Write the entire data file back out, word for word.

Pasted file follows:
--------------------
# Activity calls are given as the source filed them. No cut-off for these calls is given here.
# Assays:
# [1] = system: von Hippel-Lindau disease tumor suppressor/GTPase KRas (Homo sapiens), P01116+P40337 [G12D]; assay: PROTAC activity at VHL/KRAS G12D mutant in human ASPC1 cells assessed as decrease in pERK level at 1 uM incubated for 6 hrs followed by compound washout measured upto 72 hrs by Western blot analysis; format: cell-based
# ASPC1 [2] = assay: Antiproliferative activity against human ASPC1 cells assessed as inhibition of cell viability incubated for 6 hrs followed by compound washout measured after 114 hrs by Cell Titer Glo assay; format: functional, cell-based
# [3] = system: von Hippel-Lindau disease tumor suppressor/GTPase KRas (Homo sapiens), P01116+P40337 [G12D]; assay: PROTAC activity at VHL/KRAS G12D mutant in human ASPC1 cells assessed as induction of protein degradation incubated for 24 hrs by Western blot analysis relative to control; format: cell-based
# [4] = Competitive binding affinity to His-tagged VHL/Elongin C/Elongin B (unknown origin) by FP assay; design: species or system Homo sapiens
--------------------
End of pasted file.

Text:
# Activity calls are given as the source filed them. No cut-off for these calls is given here.
# Assays:
# [1] = system: von Hippel-Lindau disease tumor suppressor/GTPase KRas (Homo sapiens), P01116+P40337 [G12D]; assay: PROTAC activity at VHL/KRAS G12D mutant in human ASPC1 cells assessed as decrease in pERK level at 1 uM incubated for 6 hrs followed by compound washout measured upto 72 hrs by Western blot analysis; format: cell-based
# ASPC1 [2] = assay: Antiproliferative activity against human ASPC1 cells assessed as inhibition of cell viability incubated for 6 hrs followed by compound washout measured after 114 hrs by Cell Titer Glo assay; format: functional, cell-based
# [3] = system: von Hippel-Lindau disease tumor suppressor/GTPase KRas (Homo sapiens), P01116+P40337 [G12D]; assay: PROTAC activity at VHL/KRAS G12D mutant in human ASPC1 cells assessed as induction of protein degradation incubated for 24 hrs by Western blot analysis relative to control; format: cell-based
# [4] = Competitive binding affinity to His-tagged VHL/Elongin C/Elongin B (unknown origin) by FP assay; design: species or system Homo sapiens